Blog, SLS

Song Lyric Sunday – A Taste of Honey

This week we have sensory prompts:

Odor/Scent/Smell/Taste


In the 1960s it seems we had a lot more instrumental songs hit the charts. Dave Brubeck (Take Five), Al Hirt (Java), Hugh Masekela (Grazing in the Grass), Ferrante and Teicher (Exodus), Henry Mancini (A Time for Us), and of course Herb Alpert and the Tijuana Brass (A Taste of Honey) were all familiar. This was a time when buying albums was as cool as the cover artwork.

A prime example was Herb Alpert’s “Whipped Cream and other Delights” album cover. It was very provocative at the time. The model used in the photograph was Dolores Erickson who was covered in shaving cream rather than whipped cream which would have melted under the lights. Underneath the shaving cream she wore a bikini and was draped in a blanket from the waist down. She was also three months pregnant at the time. (Lots of really interesting pop culture here but I am trying not to get too distracted.)

This album track included “A Taste of Honey”. This record was in my father’s collection which we played frequently. But Herb Alpert was definitely not the first to record this song.

”A Taste of Honey” was originally written as an instrumental track by Bobby Scott and Ric Marlow for the 1960 Broadway production of the original 1958 British play by Shelagh Delaney. The play, also released as a film in 1961, covered a number of taboo subjects of the time. From Wikipedia:

A Taste of Honey is set in Salford in North West England in the 1950s. It tells the story of Jo, a seventeen-year-old working class girl, and her mother, Helen, who is presented as crude and sexually indiscriminate. Helen leaves Jo alone in their new flat after she begins a relationship with Peter, a rich lover who is younger than her. At the same time Jo begins a romantic relationship with Jimmy, a black sailor. He proposes marriage but then goes to sea, leaving Jo pregnant and alone. She finds lodgings with a homosexual acquaintance, Geoffrey, who assumes the role of surrogate father. Helen returns after leaving her lover and the future of Jo’s new home is put into question.

A Taste of Honey comments on, and puts into question, class, race, gender and sexual orientation in mid-twentieth-century Britain. It became known as a “kitchen sink” play, part of a genre revolutionising British theatre at the time.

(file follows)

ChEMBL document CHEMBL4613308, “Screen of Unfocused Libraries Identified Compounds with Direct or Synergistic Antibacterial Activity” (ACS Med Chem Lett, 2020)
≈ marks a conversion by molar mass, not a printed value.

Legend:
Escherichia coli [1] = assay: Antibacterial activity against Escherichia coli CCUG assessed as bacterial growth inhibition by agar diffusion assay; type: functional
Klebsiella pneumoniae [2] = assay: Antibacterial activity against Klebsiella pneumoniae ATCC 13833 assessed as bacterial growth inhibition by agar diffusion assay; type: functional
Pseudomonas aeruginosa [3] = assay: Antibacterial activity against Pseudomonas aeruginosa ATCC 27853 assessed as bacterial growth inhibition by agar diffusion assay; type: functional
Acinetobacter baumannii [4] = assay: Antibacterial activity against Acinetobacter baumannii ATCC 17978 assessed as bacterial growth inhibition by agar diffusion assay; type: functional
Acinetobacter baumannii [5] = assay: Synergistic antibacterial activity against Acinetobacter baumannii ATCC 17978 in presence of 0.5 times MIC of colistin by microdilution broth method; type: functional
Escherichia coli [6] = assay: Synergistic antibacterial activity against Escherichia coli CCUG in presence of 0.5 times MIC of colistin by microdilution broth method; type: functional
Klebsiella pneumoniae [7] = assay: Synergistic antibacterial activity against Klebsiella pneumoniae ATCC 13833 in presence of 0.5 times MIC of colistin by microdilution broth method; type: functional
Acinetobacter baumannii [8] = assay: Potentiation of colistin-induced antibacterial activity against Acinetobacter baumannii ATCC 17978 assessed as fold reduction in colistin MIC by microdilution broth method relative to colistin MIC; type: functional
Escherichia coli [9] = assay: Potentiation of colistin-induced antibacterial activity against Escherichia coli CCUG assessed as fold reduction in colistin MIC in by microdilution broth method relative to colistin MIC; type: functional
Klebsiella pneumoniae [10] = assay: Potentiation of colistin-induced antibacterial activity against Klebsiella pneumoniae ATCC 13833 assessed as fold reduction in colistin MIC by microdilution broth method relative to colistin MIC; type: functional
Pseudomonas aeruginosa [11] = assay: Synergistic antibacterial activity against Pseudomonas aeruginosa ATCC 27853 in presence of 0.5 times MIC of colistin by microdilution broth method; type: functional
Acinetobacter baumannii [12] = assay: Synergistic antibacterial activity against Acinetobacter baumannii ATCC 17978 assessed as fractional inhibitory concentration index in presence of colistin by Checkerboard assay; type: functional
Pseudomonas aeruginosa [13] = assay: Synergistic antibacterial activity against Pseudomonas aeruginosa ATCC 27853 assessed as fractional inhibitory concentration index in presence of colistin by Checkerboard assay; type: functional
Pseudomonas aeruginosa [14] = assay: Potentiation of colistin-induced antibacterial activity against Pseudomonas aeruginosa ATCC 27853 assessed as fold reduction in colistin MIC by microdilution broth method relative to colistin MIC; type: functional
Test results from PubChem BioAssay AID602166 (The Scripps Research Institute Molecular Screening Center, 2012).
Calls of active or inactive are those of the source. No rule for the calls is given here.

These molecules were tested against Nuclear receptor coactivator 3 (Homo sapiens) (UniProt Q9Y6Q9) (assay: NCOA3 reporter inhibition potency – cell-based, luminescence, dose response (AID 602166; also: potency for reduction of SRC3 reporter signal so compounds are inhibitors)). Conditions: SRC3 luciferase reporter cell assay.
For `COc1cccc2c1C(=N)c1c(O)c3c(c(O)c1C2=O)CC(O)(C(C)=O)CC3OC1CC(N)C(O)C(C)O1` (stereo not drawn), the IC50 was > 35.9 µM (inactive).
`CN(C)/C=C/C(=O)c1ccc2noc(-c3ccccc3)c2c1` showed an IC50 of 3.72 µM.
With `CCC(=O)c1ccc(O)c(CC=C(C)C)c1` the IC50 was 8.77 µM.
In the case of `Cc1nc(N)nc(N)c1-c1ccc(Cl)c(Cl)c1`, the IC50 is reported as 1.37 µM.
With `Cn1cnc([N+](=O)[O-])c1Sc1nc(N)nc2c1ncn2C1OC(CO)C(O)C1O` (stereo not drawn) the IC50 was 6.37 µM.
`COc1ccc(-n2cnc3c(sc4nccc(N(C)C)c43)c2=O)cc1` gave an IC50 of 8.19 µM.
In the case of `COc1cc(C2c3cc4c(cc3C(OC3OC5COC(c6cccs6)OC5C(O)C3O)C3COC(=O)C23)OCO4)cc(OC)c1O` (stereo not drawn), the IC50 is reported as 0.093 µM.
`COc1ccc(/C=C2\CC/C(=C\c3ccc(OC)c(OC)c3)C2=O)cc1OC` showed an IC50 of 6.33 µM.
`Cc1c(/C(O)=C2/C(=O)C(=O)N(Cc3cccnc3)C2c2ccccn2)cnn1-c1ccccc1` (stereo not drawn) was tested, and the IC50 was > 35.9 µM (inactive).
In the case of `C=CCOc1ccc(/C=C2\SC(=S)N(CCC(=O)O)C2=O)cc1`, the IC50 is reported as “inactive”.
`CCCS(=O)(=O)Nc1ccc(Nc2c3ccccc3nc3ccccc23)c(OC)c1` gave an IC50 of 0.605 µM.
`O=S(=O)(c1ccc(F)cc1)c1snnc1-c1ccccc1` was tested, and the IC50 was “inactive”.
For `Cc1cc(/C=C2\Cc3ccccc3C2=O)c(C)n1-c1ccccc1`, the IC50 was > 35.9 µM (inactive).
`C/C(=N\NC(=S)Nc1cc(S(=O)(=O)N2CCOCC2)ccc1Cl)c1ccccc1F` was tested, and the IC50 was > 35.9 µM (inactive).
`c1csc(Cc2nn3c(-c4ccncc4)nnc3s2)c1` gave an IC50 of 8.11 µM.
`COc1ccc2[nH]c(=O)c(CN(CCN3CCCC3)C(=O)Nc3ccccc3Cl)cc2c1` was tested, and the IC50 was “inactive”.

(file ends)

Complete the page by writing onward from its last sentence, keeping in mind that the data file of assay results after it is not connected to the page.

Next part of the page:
The first lyrical recording of the song was made by Billy Dee Williams who was cast as Jimmie in the Broadway production.

The recording by Lenny Welch performed very well in the charts in 1962.

The iconic version by Herb Alpert with the controversial album cover.

The Beatles also covered Lenny Welch’s version.

I include this version by Julie London because I simply really enjoyed it and these iconic photographs.

“A Taste of Honey”
Lyrics from: Genius Lyrics

Winds may blow over the icy sea
I’ll take with me the warmth of thee
A taste of honey
A taste much sweeter than wine

I will return
I’ll return
I’ll come back for the honey and you

I’ll leave behind my heart to wear
And may it e’er remind you of
A taste of honey
A taste much sweeter than wine

I will return
I’ll return
I’ll come back for the honey and you

He ne’er came back to his love so fair
And so she died dreaming of his kiss
His kiss of honey
A taste more bitter than wine

I will return
I will return
I’ll come back for the honey and you
I’ll come back for the honey and you

While researching the song, I was really drawn in by the original play written by Shelagh Delaney written when she was only 18. The work at the time featured social issues underrepresented in theatre and film. The play was directed by Joan Littlewood, “The Mother of Modern Theatre” who was surveilled by MI5 for her involvement with the Communist Party. Quite an interesting group of people!

If you are curious (as I have been) about the play, you might find this revision guide interesting (looks like it is from a high school film study class).

Here’s a clip from the original movie as well.


 

Why not join in on this Sunday blogging ritual. Head over to Jim Adams’ blog to check out the rules and read some of the great responses to the weekly prompt.